Solving challenging problems to perform cutting edge science is one of FISHBIO’s specialties – even when one of the challenges is venomous snake encounters. Needless to say, we jumped at the opportunity to collaborate with an international team of fish biologists on a project that presented a unique challenge: to design, build, and maintain a state-of-the-art laboratory to measure the swimming and metabolism of protected wild Oncorhynchus mykiss on the banks of their native river.
While we’re no strangers to setting up outdoor stations for everything from external fish marking to surgeries for inserting acoustic tags, this project involved constructing a state-of-the-art laboratory facility in a remote streamside location. The goal of the study was to measure the resting and swimming energy requirements, or metabolism, of rainbow trout at different temperatures. To do this, we transformed a portable storage unit into a wet laboratory with water that can be warmed to specific temperatures. The laboratory was outfitted with high-tech swim tunnel respirometers, which are underwater treadmills for fish, that use a motor to control the water flow, and therefore the fish’s swimming speed. Swim tunnel respirometers also contain special oxygen monitoring equipment to measure the metabolic rate of fish in the swim tunnel. These measurements tell us how warm water affects the fish, and at which temperatures fish perform well. You can imagine how important it is to keep fish stress free, and in conditions similar to their river habitat, when performing these measurements.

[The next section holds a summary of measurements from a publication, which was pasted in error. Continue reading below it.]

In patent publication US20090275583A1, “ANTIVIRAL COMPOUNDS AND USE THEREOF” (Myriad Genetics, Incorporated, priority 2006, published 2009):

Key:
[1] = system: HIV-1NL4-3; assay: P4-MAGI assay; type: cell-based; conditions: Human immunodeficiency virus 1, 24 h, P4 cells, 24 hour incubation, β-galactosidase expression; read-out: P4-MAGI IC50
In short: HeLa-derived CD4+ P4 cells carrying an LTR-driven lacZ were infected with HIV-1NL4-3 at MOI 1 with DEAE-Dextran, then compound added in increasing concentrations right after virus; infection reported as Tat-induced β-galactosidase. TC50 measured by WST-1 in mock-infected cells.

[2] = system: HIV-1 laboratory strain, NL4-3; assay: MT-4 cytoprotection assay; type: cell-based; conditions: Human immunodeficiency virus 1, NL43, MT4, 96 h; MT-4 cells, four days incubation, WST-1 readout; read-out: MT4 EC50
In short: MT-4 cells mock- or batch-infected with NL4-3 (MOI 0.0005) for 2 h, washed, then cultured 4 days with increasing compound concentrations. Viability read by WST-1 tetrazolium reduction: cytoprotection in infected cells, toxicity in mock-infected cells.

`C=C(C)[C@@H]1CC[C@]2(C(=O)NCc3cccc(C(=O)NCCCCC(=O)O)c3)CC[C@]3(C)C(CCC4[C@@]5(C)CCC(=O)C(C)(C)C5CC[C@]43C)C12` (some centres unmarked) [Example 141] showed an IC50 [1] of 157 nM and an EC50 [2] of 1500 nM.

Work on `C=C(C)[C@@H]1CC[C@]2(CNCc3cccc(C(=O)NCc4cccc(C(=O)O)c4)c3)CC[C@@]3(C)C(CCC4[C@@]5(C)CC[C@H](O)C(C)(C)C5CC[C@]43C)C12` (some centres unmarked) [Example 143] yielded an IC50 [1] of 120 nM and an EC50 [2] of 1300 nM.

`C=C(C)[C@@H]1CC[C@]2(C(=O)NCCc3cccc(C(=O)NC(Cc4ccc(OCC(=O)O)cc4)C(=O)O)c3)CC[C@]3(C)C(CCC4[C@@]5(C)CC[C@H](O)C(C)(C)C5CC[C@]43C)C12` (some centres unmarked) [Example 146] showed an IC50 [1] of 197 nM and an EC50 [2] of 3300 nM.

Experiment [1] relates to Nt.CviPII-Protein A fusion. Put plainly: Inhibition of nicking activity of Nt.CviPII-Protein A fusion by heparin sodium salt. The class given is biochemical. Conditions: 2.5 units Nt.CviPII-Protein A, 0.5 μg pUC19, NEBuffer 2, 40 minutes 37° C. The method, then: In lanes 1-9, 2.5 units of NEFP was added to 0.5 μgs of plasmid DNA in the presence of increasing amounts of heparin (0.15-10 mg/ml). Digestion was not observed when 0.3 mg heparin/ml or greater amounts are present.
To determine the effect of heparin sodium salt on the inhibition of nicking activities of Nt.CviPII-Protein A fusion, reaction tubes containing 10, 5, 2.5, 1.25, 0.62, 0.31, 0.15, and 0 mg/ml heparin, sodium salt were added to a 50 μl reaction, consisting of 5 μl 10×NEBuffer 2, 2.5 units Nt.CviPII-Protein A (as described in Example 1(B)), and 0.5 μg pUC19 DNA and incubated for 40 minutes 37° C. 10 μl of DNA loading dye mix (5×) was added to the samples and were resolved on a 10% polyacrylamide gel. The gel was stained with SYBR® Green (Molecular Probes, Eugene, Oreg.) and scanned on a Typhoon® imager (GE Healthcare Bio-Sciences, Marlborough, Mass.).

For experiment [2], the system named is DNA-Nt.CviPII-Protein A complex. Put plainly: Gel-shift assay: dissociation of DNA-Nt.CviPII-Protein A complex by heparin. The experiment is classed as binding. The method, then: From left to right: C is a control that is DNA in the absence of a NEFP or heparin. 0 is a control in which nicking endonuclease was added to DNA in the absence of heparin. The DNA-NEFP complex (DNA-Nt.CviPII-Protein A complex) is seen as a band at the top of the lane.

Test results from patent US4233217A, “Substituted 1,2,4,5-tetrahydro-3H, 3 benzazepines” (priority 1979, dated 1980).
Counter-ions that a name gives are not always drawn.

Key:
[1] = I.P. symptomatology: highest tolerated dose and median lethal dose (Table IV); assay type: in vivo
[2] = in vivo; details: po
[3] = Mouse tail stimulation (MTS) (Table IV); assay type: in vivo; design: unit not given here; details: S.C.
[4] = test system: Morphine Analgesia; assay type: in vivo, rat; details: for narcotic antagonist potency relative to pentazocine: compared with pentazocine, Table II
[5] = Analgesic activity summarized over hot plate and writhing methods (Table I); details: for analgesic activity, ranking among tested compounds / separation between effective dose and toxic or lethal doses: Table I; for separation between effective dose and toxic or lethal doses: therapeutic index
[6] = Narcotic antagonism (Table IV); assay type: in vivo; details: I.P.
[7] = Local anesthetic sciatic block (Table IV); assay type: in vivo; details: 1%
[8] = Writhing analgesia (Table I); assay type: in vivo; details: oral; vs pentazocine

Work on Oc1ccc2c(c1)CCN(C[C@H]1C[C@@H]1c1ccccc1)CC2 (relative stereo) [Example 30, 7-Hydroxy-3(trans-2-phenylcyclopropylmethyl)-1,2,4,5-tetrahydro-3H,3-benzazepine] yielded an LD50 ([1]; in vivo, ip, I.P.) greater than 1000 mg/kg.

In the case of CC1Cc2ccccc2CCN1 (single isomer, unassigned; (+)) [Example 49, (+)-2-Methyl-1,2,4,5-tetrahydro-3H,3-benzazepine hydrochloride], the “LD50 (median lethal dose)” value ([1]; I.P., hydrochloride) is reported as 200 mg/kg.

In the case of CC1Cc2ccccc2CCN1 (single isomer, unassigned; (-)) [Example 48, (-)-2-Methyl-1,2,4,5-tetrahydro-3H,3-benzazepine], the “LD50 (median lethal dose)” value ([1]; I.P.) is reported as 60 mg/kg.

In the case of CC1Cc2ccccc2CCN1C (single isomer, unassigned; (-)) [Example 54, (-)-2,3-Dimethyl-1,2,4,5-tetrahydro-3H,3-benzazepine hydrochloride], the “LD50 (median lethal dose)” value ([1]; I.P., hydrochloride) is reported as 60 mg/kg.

Usually, such experiments take place in laboratories far from the fish’s native river, and experimental fish are often held under artificial conditions for weeks or even months before experimentation. It is a rare privilege for scientists to get permission to temporarily remove threatened O. mykiss from California rivers, so we decided it was essential to bring the laboratory right to the wild fish, rather than the other way around. This streamside location meant fish were often transported into the laboratory just steps from where they were caught, and could be kept in water from the river at all times. In fact, all measurements were performed and the fish were returned to the river within 24 hours of being captured. By minimizing the stress the fish experienced, our measurements in the laboratory were the closest possible approximation to fish in the wild. Reducing any negative effects on the fish also allowed them to quickly recover when they were released back into the river.
Despite the benefits this streamside laboratory provided for the fish, its remote location presented some tough challenges, and even a bit of danger, for our staff. After lots of research to find a location with a reliable power supply for the sensitive scientific equipment, we were fortunate to gain access to a site next to a hydropower dam’s pump house. Unfortunately, this site was also an active rattlesnake pit! However, our skilled crews were able to construct the laboratory from scratch, complete with water and electrical supplies, in record time to make sure we could flawlessly run experiments 24 hours a day for the 12-week summer field season – all without one rattlesnake bite!